The Search For London's Best Burrito - The Chains

Facing weeks of interminable revision, one Mexican-food loving Sabotage intern decided to hunt out the best meat-based, garnish-enhanced salsified wrap that the capital has to offer.
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Facing weeks of interminable revision, one Mexican-food loving Sabotage intern decided to hunt out the best meat-based, garnish-enhanced salsified wrap that the capital has to offer.


Londoners love their lunches, and a combination of convenience, (relative) cheapness and proper hearty meals has meant Mexican food is a popular option for the capital’s convenience diners. Burrito shops are now almost as ubiquitous as Pret, Subway and Pizza Express, and there’s no shortage of competition. Here’s my brief rundown on the big players.


It was a voucher shoved through my letter box that for a free Chipotle burrito that sparked my curiosity, and my quest to find London’s best burrito, so it seemed only fair to start there. Given that it was free I went for the expensive option: Barbacoa steak from farm assured beef. I could definitely taste the barbacoa, but not the farm, and barely even the steak, which ended up as an expensive vehicle. The refried beans cooked with bacon are a nice touch and irresistible to a meat-lover such as myself, but ultimately a gimmick. Brown rice, medium salsa (more than enough, especially in combination with the barbacoa) and some excellent, largely sweet corn based garnish are all nice, and the wrap itself is great, thin but golden and tasty. It’s like a cool Instagram filter on a fairly average photo though; overall, there are too many flavours going on. The shop itself is pretty grey and functional, and maybe suffered from being relatively quiet. The quirky, conversational phrasing of the menus and my voucher, and a sign on the wall that says ‘Smile, you’re on Burrito Cam’ can't quite disguise the feel of corporate gigantism. At £6.95 as standard, plus £1.15 for a can of coke and 90p nachos (which to be fair were excellent), it’s not exactly a cheap lunch either.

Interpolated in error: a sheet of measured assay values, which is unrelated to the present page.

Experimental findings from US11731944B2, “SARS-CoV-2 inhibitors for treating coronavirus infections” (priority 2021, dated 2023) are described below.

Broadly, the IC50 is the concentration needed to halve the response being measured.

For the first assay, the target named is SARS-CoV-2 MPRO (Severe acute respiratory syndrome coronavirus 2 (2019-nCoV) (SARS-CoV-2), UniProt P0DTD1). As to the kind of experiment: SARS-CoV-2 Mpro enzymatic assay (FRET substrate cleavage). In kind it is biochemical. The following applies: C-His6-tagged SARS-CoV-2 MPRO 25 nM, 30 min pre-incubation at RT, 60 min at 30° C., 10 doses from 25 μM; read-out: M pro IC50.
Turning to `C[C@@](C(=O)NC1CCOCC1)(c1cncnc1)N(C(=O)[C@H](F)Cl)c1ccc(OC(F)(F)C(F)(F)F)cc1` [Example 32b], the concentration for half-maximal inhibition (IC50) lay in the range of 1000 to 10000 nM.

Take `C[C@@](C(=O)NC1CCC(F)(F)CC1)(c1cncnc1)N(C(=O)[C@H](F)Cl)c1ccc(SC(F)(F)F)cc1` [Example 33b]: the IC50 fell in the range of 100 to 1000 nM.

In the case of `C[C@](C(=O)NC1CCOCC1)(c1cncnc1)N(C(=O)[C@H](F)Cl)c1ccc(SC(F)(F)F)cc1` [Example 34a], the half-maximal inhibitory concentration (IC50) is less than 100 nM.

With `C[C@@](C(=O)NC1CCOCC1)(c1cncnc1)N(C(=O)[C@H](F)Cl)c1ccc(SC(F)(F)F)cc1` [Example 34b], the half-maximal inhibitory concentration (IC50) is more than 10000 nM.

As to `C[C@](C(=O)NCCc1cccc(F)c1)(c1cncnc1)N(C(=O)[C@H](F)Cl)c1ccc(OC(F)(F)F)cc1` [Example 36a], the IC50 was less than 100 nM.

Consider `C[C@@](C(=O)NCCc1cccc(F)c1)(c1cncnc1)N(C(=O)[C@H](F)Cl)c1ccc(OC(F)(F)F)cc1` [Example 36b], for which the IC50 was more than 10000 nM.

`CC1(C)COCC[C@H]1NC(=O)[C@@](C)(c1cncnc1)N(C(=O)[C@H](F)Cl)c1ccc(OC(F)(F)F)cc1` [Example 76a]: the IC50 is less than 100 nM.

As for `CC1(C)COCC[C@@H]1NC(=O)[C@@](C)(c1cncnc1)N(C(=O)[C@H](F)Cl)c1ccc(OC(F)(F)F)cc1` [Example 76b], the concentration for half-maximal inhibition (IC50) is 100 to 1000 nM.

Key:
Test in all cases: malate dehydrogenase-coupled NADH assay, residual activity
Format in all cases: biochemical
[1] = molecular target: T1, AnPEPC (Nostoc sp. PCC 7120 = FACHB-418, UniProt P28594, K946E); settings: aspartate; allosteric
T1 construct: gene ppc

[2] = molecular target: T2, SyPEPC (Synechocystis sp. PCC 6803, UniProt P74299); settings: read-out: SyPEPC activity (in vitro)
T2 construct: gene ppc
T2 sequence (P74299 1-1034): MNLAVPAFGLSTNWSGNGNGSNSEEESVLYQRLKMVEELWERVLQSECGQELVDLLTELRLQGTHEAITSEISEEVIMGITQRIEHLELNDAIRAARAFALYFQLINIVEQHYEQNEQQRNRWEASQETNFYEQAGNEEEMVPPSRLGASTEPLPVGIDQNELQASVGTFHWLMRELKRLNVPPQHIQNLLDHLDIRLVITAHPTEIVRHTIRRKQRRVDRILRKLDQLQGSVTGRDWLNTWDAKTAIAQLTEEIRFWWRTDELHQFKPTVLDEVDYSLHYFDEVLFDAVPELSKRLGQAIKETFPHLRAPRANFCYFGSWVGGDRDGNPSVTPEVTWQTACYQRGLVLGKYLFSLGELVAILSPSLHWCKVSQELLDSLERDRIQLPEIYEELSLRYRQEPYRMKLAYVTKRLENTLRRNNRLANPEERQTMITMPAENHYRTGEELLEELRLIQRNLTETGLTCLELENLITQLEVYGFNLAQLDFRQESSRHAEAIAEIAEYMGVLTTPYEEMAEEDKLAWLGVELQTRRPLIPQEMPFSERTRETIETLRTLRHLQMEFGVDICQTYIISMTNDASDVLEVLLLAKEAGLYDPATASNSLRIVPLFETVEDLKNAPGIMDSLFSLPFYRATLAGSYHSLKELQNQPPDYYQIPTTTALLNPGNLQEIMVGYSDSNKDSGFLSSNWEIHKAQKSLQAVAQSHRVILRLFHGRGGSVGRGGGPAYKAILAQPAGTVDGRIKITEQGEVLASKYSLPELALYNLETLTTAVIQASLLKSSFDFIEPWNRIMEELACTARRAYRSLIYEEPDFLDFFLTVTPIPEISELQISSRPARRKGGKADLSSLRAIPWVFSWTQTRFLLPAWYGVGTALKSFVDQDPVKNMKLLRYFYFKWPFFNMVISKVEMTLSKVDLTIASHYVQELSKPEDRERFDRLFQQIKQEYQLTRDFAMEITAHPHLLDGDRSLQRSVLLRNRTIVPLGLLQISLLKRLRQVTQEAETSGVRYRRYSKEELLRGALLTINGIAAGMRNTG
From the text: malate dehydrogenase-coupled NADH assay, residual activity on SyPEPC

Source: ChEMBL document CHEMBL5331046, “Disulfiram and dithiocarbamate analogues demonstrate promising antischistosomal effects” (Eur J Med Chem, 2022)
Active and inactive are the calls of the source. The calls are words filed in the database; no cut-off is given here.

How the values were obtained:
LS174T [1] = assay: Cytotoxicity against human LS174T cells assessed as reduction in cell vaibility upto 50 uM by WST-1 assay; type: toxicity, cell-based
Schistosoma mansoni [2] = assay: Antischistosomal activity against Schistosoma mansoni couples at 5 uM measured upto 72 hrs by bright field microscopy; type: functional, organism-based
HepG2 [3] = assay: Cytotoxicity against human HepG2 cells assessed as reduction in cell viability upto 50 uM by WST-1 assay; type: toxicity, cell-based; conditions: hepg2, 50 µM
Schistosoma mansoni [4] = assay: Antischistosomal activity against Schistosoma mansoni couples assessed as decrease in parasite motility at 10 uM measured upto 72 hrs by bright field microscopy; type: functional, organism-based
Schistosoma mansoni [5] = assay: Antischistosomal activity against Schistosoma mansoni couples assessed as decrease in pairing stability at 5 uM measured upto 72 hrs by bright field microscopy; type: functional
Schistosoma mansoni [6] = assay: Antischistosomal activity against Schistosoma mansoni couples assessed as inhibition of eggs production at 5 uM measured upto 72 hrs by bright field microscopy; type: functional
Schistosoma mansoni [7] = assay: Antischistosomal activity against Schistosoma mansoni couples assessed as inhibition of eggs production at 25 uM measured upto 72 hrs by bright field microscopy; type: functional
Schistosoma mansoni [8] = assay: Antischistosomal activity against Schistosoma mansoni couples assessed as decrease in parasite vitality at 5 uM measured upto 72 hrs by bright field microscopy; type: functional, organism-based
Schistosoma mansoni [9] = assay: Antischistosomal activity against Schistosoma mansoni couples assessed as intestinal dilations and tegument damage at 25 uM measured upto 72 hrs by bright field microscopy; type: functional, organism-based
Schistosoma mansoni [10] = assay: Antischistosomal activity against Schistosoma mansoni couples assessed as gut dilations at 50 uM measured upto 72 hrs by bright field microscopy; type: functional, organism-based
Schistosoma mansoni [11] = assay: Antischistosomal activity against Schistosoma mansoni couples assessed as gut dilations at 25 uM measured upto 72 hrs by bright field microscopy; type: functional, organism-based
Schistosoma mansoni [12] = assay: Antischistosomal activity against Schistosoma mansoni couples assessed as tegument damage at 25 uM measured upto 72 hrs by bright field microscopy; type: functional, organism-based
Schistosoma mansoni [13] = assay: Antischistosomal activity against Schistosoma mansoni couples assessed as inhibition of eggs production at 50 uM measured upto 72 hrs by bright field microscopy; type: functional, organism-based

Meat: 6/10    Guac: 5/10    Garnish: 7/10    Wrap: 7/10    Extras: 6/10    Value: 2/10    Atmosphere: 2/10


This was my local Mexican in my first year at Uni, and I was concerned my nostalgia was unwarranted. From the moment I was presented with the beautifully wrapped metallic cylinder though, I had a better feeling about today. It’s notably cheap; £4.95 for a medium which was plenty for a working lunch. After yesterday’s experience I went for the grilled chicken but with onions and peppers rather than beans; apparently this technically makes my lunch a fajita but it was certainly no worse for it. They provide a more crunchy and flavoursome compliment to the chicken, and the tomato rice helps too; it's properly warm and moist. I opted for both sour cream and cheese, and on that basis stayed away from the guac; it was an extra 70p and I felt like I had enough going on already. It all came together beautifully, each bite taking in a little of everything and comprising a great balance of flavours. Beer bottles and pictures of Tortilla's transatlantic outposts adorn the walls, there’s lively music, and it was busy even at 3.40 on a Tuesday; surely a good sign. I didn't feel like I needed nachos to add to my afternoon snack, so I passed. They and a decent selection of beers are available as well as refill hot drinks, which sound like good value at £1.40 but given the amount of time you're actually likely to be there, may not be. To top it all off, you can choose from a range of the world's spiciest sauces to take home with you; my halls committee in my first year of university tried these out for initiations, and they're not for the faint hearted, or the clumsy, as I discovered when absent-mindedly scratching my eye during a game of FIFA some 40 minutes hence.